A Fresh Look at Benedict Arnold’s Treason

Posted June 24, 2018 4:25 p.m. EDT

Benedict Arnold’s name might be the first that comes to mind when we think of treason not just because he was a traitor, but because he was such an unlikely one. For several years before he attempted to change the course of the American Revolution in 1780 by planning to help the British overtake West Point and capture George Washington, he had exhibited great courage and suffered serious injury for the colonies’ cause.

“Within months of accepting command of the Continental Army in June 1775, Washington had realized that Arnold was that prized rarity in an army of amateurs: a born soldier and charismatic leader of men,” Stephen Brumwell writes in his new book, “Turncoat: Benedict Arnold and the Crisis of American Liberty.”

Arnold was a soldier after Washington’s “own heart, a tenacious fighter who refused to be discouraged by even the most unfavorable circumstances.” That Arnold betrayed his side is undoubted. But did he think of it that way? Here, Brumwell discusses how his book’s argument became much more original than he had expected, how history might have turned out differently and more.

This interview has been condensed and edited.

Q: When did you first get the idea to write this book?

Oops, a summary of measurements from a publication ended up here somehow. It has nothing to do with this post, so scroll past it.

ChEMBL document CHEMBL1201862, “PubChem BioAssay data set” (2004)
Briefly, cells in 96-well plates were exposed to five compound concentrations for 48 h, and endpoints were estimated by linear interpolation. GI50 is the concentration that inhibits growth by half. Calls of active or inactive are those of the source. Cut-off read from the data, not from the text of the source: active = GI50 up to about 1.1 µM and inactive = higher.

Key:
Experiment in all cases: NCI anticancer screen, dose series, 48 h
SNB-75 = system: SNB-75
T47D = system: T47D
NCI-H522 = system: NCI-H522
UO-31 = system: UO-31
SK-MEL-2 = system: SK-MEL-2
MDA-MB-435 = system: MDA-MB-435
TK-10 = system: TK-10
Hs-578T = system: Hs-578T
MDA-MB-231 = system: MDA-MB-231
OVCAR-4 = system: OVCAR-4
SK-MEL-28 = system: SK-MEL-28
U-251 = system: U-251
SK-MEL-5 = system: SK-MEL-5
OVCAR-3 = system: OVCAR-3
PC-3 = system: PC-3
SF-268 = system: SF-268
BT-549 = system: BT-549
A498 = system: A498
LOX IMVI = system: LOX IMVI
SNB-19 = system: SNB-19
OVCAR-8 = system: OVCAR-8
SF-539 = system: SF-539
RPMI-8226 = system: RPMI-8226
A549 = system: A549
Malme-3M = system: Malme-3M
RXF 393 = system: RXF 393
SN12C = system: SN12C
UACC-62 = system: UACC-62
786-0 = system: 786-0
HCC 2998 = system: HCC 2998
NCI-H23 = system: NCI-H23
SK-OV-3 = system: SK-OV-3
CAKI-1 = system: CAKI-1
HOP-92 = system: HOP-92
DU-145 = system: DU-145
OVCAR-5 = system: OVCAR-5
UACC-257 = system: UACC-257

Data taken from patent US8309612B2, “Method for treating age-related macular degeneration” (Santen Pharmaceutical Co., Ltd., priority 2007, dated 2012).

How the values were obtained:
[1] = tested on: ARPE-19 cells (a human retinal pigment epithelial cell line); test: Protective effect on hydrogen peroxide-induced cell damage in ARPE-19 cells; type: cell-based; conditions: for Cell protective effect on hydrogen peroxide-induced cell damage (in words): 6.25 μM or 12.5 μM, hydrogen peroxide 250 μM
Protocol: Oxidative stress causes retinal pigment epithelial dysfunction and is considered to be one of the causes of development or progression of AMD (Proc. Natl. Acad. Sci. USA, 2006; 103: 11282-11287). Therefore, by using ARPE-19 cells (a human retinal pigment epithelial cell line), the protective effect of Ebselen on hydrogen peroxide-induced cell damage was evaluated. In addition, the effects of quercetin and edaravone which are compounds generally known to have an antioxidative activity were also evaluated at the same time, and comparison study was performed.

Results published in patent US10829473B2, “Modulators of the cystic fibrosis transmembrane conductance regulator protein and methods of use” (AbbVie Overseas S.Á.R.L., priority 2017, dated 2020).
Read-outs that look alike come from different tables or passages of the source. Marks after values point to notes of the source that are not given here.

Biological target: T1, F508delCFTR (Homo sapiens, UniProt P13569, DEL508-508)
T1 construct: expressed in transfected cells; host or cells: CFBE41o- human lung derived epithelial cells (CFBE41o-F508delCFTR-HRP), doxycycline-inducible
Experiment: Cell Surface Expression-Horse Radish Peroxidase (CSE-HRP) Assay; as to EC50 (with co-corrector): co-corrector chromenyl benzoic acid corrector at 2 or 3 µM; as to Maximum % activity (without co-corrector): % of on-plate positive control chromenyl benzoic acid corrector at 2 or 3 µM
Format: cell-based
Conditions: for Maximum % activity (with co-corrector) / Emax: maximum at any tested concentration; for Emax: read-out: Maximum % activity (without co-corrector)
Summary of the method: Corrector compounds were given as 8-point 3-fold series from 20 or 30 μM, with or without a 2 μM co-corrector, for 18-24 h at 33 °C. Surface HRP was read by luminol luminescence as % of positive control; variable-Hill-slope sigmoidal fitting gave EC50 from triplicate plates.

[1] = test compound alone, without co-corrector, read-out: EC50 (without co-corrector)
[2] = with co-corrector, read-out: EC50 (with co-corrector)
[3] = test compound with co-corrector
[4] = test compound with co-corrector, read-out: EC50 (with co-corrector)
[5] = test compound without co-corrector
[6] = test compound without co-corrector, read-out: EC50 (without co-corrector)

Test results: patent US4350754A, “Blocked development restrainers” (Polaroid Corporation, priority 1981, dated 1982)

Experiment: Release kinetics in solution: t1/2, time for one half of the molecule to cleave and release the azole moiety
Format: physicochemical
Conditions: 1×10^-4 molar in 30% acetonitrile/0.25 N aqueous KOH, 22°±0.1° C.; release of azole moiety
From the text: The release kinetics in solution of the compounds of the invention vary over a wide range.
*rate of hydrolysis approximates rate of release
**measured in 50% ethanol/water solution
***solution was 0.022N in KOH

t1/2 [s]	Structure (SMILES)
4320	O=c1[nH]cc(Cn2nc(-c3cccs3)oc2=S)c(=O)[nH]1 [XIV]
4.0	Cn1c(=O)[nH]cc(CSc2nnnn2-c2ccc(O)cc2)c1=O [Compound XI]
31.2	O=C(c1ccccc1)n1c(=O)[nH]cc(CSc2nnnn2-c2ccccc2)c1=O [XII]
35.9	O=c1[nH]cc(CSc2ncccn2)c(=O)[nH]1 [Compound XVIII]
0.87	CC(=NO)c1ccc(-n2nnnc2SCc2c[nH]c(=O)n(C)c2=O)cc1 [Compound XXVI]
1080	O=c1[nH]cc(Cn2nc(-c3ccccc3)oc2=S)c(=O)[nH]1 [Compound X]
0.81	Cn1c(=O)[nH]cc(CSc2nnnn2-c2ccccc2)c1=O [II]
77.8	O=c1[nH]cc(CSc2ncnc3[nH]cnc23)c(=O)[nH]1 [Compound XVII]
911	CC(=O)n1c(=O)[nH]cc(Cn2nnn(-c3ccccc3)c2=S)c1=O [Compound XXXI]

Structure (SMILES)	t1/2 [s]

A: I’ve always considered the treason of Arnold one of the most dramatic stories in American history. I was reminded of its remarkable twists and turns when I was writing my last book, which was about George Washington’s military career. A central theme to that book was the whole question of honor and what it meant to be a gentleman. And of course, the concept of honor is very central to Arnold’s career; rather ironically, given how it ended up. Until Arnold defected, Washington always had a high opinion of him. He was one of his best, hardest-fighting generals. When Arnold defected, the shock was great across the whole patriot spectrum, but especially for Washington, because here was his blue-eyed boy, if you like, doing the unthinkable. I thought: This is a story that deserves retelling.

Q: What’s the most surprising thing you learned while writing it?

A: I hadn’t realized just how close Arnold’s plot had come to succeeding. We hear a lot about the effectiveness of Washington’s spy network, but none of his agents had a clue about Arnold’s plans. They were only uncovered at the very last moment, and that was only due to an extraordinary sequence of events. Many of the patriots, including Washington himself, attributed their deliverance to a kind of divine intervention.

Also, I hadn’t fully appreciated the depths to which the patriot cause had sunk by September 1780, when Arnold’s plot was uncovered. If that plot had succeeded, the outcome of the Revolutionary War might have been totally different, ending in some kind of negotiated peace agreement and without an independent United States of America. Gordon Wood, who’s probably the most eminent historian of the American Revolution, contested that conclusion in his review of my book. We’ll never really know, but I would maintain that if the plot had gone ahead, it would have dealt an extremely heavy blow to the cause of liberty. It’s a scenario that’s never been properly explored because history is written by the winners.